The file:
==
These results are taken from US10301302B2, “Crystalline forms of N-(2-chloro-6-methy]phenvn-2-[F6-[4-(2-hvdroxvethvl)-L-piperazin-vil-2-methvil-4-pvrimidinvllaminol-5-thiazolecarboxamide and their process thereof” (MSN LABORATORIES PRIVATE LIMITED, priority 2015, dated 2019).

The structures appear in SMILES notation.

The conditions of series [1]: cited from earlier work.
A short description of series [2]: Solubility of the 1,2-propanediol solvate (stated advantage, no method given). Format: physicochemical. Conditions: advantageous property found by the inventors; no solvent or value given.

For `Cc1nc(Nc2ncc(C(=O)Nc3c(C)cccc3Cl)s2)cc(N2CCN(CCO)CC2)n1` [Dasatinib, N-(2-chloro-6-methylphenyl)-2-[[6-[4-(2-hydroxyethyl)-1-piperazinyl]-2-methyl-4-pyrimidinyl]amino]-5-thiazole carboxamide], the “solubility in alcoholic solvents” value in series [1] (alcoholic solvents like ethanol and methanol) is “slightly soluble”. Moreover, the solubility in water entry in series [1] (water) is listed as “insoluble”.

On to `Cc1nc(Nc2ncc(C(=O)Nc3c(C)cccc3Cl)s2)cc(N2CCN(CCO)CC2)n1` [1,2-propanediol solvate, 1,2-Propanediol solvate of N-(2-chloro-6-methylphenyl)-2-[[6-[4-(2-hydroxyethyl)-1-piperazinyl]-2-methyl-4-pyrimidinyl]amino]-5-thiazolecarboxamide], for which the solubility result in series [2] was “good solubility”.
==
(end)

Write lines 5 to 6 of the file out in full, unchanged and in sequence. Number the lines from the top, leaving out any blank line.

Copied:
For `Cc1nc(Nc2ncc(C(=O)Nc3c(C)cccc3Cl)s2)cc(N2CCN(CCO)CC2)n1` [Dasatinib, N-(2-chloro-6-methylphenyl)-2-[[6-[4-(2-hydroxyethyl)-1-piperazinyl]-2-methyl-4-pyrimidinyl]amino]-5-thiazole carboxamide], the “solubility in alcoholic solvents” value in series [1] (alcoholic solvents like ethanol and methanol) is “slightly soluble”. Moreover, the solubility in water entry in series [1] (water) is listed as “insoluble”.

On to `Cc1nc(Nc2ncc(C(=O)Nc3c(C)cccc3Cl)s2)cc(N2CCN(CCO)CC2)n1` [1,2-propanediol solvate, 1,2-Propanediol solvate of N-(2-chloro-6-methylphenyl)-2-[[6-[4-(2-hydroxyethyl)-1-piperazinyl]-2-methyl-4-pyrimidinyl]amino]-5-thiazolecarboxamide], for which the solubility result in series [2] was “good solubility”.